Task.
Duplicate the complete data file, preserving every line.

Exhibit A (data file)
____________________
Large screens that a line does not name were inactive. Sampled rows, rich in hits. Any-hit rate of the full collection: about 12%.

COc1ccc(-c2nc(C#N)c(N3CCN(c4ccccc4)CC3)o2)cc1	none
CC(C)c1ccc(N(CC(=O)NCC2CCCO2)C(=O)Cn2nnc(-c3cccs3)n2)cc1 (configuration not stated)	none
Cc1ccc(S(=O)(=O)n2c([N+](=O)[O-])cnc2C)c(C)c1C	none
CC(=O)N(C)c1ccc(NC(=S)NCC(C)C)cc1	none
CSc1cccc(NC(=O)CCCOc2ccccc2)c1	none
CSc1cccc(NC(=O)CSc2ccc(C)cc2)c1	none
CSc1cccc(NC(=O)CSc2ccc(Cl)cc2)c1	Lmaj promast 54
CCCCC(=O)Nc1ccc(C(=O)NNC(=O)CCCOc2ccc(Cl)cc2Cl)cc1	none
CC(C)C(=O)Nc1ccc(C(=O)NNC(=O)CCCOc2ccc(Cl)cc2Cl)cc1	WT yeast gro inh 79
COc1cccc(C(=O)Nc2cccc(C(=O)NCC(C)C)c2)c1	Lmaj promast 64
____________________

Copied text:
Large screens that a line does not name were inactive. Sampled rows, rich in hits. Any-hit rate of the full collection: about 12%.

COc1ccc(-c2nc(C#N)c(N3CCN(c4ccccc4)CC3)o2)cc1	none
CC(C)c1ccc(N(CC(=O)NCC2CCCO2)C(=O)Cn2nnc(-c3cccs3)n2)cc1 (configuration not stated)	none
Cc1ccc(S(=O)(=O)n2c([N+](=O)[O-])cnc2C)c(C)c1C	none
CC(=O)N(C)c1ccc(NC(=S)NCC(C)C)cc1	none
CSc1cccc(NC(=O)CCCOc2ccccc2)c1	none
CSc1cccc(NC(=O)CSc2ccc(C)cc2)c1	none
CSc1cccc(NC(=O)CSc2ccc(Cl)cc2)c1	Lmaj promast 54
CCCCC(=O)Nc1ccc(C(=O)NNC(=O)CCCOc2ccc(Cl)cc2Cl)cc1	none
CC(C)C(=O)Nc1ccc(C(=O)NNC(=O)CCCOc2ccc(Cl)cc2Cl)cc1	WT yeast gro inh 79
COc1cccc(C(=O)Nc2cccc(C(=O)NCC(C)C)c2)c1	Lmaj promast 64